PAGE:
Scott Smith (17-8) vs. Tarec Saffiedine (10-3)
This is a pivotal fight for both fighters, as the loser is in danger of being given a pink slip.
Saffiedine is still young enough that he could be returned to Challengers events for more seasoning. He’s had moderate success there to date, earning victories over James Terry and Nate Moore, as well as a decision win over Brock Larson outside of the organization in September. He dropped a one-sided decision to Tyron Woodley in his latest.
The situation is much more dire for Smith, a tough veteran has been around the block a time or two. A loss here would leave him at 1-4 over his last five and seemingly out of options. He’s always capable of ending a fight with one well-placed punch, but he’s been out-quicked in each of his last four outings.
Smith’s ability to catch Saffiedine is what will determine the outcome of this fight. Smith needs to close the distance. The 24-year-old Team Quest product will be looking to pick and pop all night long, so the onus is on Smith to disrupt his rhythm and make this a gritty affair.
If he can do that, he can win the fight and stave off questions about his future for a couple months, but Saffiedine will not make it easy.
Paul Daley (27-10-2) vs. Tyron Woodley (8-0)
The book on Daley was written a long time ago and is well-studied by everyone in the welterweight division. “Semtex” has lights out power in both hands and throws compact hooks with crazy speed.
Daley was a couple punches away from finishing off Nick Diaz last time out, clipping the champion and dropping him twice, but failed to find the finish. Diaz bounced back and later put Daley away in what was the most exciting round of the year.
Historically speaking, this is a horrible match-up for Daley. The ground has been his kryptonite over his career and Woodley is a former All-American wrestler. It’s impressive how quickly Woodley has climbed up the ladder. His game keeps improving each time out, and he’s shown the ability to gut out tough fights, as he did against Nathan Coy.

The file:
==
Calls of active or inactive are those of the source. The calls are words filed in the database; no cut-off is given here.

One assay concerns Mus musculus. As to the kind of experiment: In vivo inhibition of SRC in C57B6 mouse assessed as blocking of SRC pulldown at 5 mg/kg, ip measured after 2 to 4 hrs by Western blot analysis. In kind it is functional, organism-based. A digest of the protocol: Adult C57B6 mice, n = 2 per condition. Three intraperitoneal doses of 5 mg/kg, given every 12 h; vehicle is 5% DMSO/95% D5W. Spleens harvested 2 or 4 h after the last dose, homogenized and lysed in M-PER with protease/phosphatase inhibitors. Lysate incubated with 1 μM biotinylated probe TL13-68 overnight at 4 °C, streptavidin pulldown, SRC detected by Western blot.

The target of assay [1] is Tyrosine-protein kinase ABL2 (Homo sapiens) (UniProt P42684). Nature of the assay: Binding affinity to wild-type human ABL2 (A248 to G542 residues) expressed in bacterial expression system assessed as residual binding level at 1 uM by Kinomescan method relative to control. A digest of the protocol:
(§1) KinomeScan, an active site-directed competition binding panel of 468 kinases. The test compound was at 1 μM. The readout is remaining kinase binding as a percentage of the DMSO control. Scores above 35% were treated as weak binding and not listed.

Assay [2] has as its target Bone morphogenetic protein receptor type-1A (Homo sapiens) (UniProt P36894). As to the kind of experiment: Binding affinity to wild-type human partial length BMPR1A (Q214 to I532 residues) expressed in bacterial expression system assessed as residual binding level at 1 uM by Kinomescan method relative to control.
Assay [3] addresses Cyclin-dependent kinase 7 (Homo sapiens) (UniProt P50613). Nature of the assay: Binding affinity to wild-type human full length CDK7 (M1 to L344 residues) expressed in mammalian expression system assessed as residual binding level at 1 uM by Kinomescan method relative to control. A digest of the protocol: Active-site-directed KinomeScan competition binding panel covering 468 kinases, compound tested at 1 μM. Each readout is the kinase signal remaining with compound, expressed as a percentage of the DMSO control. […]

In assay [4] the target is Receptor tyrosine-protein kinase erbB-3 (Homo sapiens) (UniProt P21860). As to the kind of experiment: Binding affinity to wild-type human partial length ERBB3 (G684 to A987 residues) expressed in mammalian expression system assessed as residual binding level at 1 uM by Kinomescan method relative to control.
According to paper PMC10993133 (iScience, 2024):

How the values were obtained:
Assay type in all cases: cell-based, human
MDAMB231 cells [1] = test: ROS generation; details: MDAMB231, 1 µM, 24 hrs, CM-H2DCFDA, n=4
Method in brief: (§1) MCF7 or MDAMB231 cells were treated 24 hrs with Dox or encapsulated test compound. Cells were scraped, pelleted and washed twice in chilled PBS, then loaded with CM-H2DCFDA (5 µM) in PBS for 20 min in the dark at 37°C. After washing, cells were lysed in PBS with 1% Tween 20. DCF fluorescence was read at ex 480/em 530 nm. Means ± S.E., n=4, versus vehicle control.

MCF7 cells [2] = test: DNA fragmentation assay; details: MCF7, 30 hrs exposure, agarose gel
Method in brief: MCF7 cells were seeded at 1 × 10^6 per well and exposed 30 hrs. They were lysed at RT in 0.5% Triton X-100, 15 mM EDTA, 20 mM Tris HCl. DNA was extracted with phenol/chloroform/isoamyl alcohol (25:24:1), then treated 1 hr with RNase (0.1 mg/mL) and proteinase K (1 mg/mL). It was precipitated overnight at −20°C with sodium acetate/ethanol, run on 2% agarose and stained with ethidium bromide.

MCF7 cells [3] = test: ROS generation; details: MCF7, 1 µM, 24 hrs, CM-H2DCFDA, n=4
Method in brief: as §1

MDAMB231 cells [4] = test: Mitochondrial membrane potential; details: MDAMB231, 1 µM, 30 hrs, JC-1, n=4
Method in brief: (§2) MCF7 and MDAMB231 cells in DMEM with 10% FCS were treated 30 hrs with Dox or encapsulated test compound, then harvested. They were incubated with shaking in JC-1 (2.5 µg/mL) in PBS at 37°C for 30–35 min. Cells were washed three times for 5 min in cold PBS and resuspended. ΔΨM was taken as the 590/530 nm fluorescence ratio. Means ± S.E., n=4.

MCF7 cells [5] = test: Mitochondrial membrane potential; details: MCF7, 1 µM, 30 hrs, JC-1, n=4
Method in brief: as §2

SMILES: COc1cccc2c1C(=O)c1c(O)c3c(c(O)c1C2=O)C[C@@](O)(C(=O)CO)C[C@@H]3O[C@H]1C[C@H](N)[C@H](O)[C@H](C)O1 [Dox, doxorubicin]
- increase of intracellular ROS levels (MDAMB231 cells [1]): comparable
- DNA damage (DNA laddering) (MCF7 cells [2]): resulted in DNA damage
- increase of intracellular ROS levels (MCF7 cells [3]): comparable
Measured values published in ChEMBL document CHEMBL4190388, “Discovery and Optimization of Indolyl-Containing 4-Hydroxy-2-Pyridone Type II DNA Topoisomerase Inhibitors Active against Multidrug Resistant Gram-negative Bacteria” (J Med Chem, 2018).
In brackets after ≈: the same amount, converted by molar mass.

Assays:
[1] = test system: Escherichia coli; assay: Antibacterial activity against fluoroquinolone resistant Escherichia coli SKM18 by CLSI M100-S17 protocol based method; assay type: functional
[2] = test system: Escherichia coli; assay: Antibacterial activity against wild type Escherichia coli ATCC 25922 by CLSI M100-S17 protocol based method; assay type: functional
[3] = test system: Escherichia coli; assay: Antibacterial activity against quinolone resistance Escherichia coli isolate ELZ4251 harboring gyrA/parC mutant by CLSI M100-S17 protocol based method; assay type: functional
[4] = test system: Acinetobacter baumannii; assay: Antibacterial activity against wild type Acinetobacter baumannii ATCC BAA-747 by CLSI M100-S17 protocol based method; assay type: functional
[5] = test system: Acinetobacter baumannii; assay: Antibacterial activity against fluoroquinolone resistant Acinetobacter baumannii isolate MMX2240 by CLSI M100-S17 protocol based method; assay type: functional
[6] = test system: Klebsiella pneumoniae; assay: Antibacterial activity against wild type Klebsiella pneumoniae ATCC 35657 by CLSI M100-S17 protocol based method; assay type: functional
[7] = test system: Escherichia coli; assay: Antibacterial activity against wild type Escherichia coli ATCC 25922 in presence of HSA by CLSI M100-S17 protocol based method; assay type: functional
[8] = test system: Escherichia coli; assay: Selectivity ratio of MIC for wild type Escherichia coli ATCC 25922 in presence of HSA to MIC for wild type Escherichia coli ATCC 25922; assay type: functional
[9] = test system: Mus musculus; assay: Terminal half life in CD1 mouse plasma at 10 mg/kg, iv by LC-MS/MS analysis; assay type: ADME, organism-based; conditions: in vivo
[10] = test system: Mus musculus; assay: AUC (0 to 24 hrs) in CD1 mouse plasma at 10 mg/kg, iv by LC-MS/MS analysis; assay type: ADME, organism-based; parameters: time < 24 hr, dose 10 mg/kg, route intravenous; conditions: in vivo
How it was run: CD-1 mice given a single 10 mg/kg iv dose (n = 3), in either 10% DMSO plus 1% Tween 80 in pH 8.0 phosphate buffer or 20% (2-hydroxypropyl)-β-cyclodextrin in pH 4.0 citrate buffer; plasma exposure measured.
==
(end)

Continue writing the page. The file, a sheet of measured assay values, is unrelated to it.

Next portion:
This is his chance to show he belongs in the upper echelon of the welterweight division, not just in Strikeforce, but in the sport as a whole. If he can avoid Daley’s power, he has the potential to earn the biggest win of his career and propel himself to bigger and better things.
Robbie Lawler (18-7) vs. Tim Kennedy (13-3)
I love this fight, but it shows both everything that is great and god awful about Strikeforce all in one.
This is a fun fight. What’s crazy is that the winner is probably right back in the thick of the title chase, which is the down side of the depth situation in Strikeforce right now.
Lawler is a counter-punching veteran who has eschewed every other element of the sport in order to throw bombs and knock people out. When he connects, it’s awesome. He has alternated wins over Melvin Manhoef and Matt Lindland with losses to Renato Sobral and Jacare Souza in his last four outings.
Kennedy is a well-rounded talent whose only loss over his last six fights was a close fight with Souza for the middleweight belt. He also beat Manhoef, submitting him quickly, and now he gets Lawler after asking for him by name.
There are all kinds of ways this fight could go and it might all depend on Kennedy’s takedowns. Lawler is tough to bring down — he’s dedicated himself to being able to stuff the shot — but once he’s off his feet, he’s out of his element. Kennedy likes to engage and won’t spend the night dancing around on the outside picking his spots, so Lawler will have his opportunities.